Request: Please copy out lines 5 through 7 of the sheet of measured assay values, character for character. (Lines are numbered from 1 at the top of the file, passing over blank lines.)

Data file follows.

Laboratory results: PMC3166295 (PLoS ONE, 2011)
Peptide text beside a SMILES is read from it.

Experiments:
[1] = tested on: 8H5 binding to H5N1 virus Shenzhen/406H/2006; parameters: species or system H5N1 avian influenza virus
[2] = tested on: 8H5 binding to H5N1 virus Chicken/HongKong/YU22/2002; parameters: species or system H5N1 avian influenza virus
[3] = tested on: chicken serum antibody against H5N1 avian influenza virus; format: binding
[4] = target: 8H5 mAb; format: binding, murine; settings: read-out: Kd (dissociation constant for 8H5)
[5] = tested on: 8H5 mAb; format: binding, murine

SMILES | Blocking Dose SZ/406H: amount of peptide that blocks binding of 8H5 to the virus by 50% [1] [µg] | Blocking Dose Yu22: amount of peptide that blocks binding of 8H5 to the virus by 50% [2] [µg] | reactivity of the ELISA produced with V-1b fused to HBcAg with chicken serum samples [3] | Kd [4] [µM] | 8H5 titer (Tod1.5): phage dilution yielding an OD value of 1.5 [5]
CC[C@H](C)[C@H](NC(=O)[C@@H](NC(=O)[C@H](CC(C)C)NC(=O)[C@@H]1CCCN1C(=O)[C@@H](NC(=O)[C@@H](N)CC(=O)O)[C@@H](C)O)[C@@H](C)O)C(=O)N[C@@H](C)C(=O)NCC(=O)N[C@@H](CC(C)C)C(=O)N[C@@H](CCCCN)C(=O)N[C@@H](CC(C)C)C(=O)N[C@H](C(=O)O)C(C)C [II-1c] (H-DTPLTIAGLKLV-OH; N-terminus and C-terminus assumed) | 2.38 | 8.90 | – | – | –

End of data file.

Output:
[2] = tested on: 8H5 binding to H5N1 virus Chicken/HongKong/YU22/2002; parameters: species or system H5N1 avian influenza virus
[3] = tested on: chicken serum antibody against H5N1 avian influenza virus; format: binding
[4] = target: 8H5 mAb; format: binding, murine; settings: read-out: Kd (dissociation constant for 8H5)